There's long been a number of conspiracy theories floating around positing that someone not-Egyptian---aliens, Biblical figures, what have you---built the pyramids. These conspiracy theories are nakedly racist, rooted quite clearly in an unwillingness to believe that Egyptians are capable of such a feat. But Carson's take on it shows exactly why he's gaining traction with fundamentalists, who want to believe the Bible is literally true.
The Old Testament is built, in large part, on this ludicrous notion that Biblical patriarchs were instrumental in Egyptian history---that Joseph was literally the right hand man of the pharaoh. The problem is that's all nonsense and no actual historical evidence for it. But rather than accept that Joseph is a myth, fundamentalists have concocted all sorts of elaborate theories, including this grain silo nonsense, to justify believing that the man existed and was a power player in Egyptian politics.
The particulars aren't the issue here. The takeaway is that Carson is telling fundamentalists what they want to hear: Their Bible is literally true, their version of history is better than the one historians have written, and that the only people capable of great acts are the ones that they consider spiritual ancestors, and not worshippers of pagan gods, like the ancient Egyptians. It's about centering the Bible in Egyptian history and waving away the actual faith of the Egyptians that led to those pyramids. Carson's narcissism, in a lot of ways, resembles the narcissism at the heart of fundamentalist Christianity. No wonder they love him.
And the love of fundamentalists is probably all that Carson wants. As many people, most notably Jonathan Chait of New York, have argued, Carson is probably not really running for president, but sees "running for president" as an "opportunity to build his brand." The evidence for this is damning: Carson has taken time off his campaign to do a book tour. He barely bothers to put together policy ideas. Most interestingly, Carson's campaign spending more closely resembles the spending of a direct mail operation rather than a political campaign---69 percent of his money is spent on more fund-raising. These kinds of behaviors put him more in the televangelist/conservative grifter camp than the actual politician camp.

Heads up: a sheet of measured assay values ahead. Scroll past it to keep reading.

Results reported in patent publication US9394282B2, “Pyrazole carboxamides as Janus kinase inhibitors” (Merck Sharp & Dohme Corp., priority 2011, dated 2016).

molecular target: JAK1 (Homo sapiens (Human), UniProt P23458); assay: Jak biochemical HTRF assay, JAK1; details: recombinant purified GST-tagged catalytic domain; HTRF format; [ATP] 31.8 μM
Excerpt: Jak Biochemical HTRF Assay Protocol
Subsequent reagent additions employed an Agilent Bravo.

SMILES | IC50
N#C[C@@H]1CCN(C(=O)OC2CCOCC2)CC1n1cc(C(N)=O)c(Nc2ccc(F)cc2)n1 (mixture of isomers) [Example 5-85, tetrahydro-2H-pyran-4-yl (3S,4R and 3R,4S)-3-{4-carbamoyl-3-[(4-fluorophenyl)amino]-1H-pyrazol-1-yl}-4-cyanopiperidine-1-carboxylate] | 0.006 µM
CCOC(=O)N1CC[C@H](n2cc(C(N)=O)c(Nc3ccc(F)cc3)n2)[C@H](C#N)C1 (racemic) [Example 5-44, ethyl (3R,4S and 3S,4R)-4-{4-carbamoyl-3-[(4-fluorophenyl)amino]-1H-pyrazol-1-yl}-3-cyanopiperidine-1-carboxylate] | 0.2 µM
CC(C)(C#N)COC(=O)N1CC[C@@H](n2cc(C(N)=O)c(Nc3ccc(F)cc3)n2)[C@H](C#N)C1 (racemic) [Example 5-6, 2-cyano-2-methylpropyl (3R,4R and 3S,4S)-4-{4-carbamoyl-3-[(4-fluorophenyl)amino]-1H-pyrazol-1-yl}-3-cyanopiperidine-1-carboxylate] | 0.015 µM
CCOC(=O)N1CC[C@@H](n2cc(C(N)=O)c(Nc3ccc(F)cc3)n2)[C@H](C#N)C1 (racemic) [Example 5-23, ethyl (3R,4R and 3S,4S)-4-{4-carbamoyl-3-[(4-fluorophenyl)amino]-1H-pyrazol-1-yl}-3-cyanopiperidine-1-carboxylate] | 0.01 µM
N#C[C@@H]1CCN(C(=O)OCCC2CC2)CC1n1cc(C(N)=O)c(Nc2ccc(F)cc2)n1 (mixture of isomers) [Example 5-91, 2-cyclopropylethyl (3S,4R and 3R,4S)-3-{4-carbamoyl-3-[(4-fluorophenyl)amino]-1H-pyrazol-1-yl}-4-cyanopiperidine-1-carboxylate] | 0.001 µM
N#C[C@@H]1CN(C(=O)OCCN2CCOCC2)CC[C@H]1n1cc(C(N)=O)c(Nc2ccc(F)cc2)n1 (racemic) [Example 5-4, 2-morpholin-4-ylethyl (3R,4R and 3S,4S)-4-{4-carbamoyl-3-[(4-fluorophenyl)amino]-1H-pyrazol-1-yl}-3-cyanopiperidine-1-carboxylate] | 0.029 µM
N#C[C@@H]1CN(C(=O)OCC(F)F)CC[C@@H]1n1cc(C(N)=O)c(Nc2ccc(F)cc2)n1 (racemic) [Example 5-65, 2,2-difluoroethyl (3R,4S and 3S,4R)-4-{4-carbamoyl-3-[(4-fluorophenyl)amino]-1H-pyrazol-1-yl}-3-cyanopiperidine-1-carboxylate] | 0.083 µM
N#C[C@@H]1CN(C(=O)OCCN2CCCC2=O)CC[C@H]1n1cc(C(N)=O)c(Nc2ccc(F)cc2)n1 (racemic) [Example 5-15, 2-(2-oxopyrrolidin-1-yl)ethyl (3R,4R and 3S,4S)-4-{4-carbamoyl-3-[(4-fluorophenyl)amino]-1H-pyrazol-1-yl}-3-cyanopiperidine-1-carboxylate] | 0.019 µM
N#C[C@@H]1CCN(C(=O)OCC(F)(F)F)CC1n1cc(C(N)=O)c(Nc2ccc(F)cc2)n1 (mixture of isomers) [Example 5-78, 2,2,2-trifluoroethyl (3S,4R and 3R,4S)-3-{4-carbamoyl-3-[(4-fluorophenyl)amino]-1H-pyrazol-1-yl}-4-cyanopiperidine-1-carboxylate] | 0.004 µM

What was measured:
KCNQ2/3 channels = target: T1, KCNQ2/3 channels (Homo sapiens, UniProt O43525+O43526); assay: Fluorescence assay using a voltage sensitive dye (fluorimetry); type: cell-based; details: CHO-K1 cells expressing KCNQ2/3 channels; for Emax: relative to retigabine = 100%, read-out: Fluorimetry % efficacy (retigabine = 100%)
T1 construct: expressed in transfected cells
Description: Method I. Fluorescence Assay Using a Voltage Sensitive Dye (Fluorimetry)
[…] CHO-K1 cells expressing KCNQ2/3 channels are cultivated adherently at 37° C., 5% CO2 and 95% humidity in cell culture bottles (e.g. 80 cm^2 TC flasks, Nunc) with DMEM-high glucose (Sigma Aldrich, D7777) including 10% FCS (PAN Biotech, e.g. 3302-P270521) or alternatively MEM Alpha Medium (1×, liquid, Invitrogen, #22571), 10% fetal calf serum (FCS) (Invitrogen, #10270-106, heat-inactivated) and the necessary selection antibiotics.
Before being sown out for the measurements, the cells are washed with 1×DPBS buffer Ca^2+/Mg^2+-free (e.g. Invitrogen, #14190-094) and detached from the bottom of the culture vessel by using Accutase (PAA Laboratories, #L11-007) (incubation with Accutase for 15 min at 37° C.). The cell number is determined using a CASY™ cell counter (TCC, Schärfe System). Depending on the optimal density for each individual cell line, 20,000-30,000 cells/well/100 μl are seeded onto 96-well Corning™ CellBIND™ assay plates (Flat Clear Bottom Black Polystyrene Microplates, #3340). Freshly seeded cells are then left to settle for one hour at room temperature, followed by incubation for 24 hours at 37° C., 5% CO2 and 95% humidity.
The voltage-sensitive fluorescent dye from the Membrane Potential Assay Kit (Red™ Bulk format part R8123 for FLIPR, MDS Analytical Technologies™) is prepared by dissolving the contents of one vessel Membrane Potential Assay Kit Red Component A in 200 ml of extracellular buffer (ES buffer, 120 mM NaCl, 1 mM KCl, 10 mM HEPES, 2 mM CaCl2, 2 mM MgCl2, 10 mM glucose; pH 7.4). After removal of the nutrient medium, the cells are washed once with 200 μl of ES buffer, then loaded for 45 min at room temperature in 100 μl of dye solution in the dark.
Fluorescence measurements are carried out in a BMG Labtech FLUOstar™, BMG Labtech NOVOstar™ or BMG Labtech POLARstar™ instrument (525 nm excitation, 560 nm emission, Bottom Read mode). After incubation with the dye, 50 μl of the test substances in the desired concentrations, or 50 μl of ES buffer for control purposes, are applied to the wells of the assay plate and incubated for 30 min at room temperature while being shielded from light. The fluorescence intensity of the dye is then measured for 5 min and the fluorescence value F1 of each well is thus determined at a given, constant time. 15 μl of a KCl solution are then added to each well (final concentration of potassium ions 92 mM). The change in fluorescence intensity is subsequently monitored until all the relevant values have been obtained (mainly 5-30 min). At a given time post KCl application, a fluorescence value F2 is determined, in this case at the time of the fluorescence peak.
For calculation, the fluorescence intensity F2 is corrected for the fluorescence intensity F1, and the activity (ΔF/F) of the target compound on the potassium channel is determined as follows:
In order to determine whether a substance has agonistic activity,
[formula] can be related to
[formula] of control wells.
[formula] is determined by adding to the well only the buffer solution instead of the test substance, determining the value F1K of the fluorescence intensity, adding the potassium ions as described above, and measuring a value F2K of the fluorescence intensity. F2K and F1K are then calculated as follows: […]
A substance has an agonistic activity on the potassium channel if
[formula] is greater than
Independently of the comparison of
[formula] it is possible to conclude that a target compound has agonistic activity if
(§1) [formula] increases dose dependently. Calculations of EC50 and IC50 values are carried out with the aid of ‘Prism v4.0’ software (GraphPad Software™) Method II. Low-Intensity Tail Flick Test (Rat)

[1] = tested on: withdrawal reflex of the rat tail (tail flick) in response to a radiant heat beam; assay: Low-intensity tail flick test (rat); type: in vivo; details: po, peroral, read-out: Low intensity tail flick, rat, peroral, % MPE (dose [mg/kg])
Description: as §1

The objection to this, of course, is that there's a lot of ways, beyond the headache of a fake presidential campaign, to build your brand as a Christian "personality" to sell books and do mail order scams with. That is true, of course. But, as Mike Huckabee learned long ago, there's just something special about being a "presidential candidate" when trying to grift the gullible Christian crowd, something that just being a pastor pounding the pulpit will never provide.
And Carson's story of the pyramids, I think, gives us a clue to what that might be. It's clear that it's not enough, for evangelicals, to have their subculture and to be happy about it. There is a clear need to believe that their worldview and ideas are at the very center of history itself. Just as they need to believe that a Biblical figure like Joseph actually ran the ancient Egyptian government, they need to see themselves at the center of American culture, the true definers of it and not just a fringe subculture. Prominent political figures who are in national debates and getting interviewed on TV scratches that itch. And Carson gives them that without having to engage in the coded language that someone like George W. Bush used.
Ben Carson is one of theirs, unvarnished and unapologetic, on the center stage. He is their mythical Joseph---an outsider of humble origins who is destined for great leadership---for now, anyway. He is going to cash in on that as long as he can.
Watch how Carson claims a religious epiphany changed his life when he was a teen: